[patch] config/h8300/h8300.h (EIGHTBIT_CONSTANT_ADDRESS_P): Accept H8/S.

Jeffrey A Law law@cygnus.com
Thu Aug 3 08:15:00 GMT 2000


  In message <200008030851.BAA18632@cygnus.com>you write:
  > Hi Jeff,
  > 
  > Well, it's hard to say if the issue is specification or
  > implementation.  In either case, I don't think Hitachi gurantees that
  > they won't change those special absolute address areas.
It's not hard at all.  You look at the H8/S architecture manual and see
that it says addresses are 32 bits, then you look at a specific chip in
the family and realize that it's only implementing a 24bit address space.

I did the former last night.

  > Regarding the switch, would you like something that specifies the
  > width of address bus?  On any H8, the 8-bit area is "last 256 bytes"
  > of the address space.  On H8/300H and H8/S, the 16-bit area is "first
  > 32768 bytes and last 32768 bytes" of the entire address space.  I
  > think specifying a bus width like -maddrbus=24 would do the job.  This
  > is not only necessary but also useful in that, on H8/300H and H8/S,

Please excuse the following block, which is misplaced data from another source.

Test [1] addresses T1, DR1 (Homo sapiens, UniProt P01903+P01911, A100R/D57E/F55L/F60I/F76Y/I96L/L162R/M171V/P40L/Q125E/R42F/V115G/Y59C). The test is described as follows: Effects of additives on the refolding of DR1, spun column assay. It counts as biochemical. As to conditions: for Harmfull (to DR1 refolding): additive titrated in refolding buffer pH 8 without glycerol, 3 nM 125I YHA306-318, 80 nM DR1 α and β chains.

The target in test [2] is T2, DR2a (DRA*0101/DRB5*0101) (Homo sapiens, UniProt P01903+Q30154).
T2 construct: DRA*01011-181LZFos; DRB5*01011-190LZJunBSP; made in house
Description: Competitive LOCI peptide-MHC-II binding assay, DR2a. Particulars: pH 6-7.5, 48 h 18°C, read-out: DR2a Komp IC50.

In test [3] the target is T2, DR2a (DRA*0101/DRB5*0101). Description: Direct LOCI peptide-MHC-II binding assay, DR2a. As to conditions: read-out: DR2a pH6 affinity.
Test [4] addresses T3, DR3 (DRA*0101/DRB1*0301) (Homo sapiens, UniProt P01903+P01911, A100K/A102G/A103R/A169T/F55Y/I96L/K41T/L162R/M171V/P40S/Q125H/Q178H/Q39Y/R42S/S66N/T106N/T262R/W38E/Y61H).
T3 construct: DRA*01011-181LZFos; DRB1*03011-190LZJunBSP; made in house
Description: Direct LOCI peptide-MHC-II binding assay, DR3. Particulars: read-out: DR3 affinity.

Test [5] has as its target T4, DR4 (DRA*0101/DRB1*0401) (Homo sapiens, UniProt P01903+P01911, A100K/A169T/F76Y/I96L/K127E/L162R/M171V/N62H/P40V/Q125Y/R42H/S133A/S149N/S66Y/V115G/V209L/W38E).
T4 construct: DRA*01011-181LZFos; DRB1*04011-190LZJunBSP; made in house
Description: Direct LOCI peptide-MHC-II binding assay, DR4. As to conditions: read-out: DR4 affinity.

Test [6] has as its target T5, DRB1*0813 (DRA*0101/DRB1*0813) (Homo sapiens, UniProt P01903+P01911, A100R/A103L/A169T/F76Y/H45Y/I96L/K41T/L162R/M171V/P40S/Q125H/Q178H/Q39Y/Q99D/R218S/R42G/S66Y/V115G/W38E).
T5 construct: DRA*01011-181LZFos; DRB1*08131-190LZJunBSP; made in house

> one can choose 16-bit, 20-bit, or 24-bit address space.  (Amazingly,
  > they all exist.)
I would much rather it be a switch for a particular implementation in
the H8/S family of chips.  ie, the developer will know what kind of H8
chip he has, but he may not necessarily know its address width.

Let's pretend there's an implementation of the H8/S architecture called the
H8/S 9876.  We would want a flag like -m9867 or something like that to indicate
that we're compiling for the H8/S 9876 chip in the H8/S family.

  > By the way, we already have a need for another switch.  H8/S2600
  > series support mac (multiply and accumlate) stuff (both register and
  > instructions) whereas H8/S2000 series do not.  All we say to gcc is
  > -ms, meaning H8/S.  I'll try to come up with a patch for this.  What
  > would you name this kind of switch?  The default is -mno-mac. To
  > enable mac stuff, -mmac?
No, I'd rather have switches on the chip's name.  ie -m2600  or -m2000 and
use them to control whether or not we generate MAC instructions.

jeff



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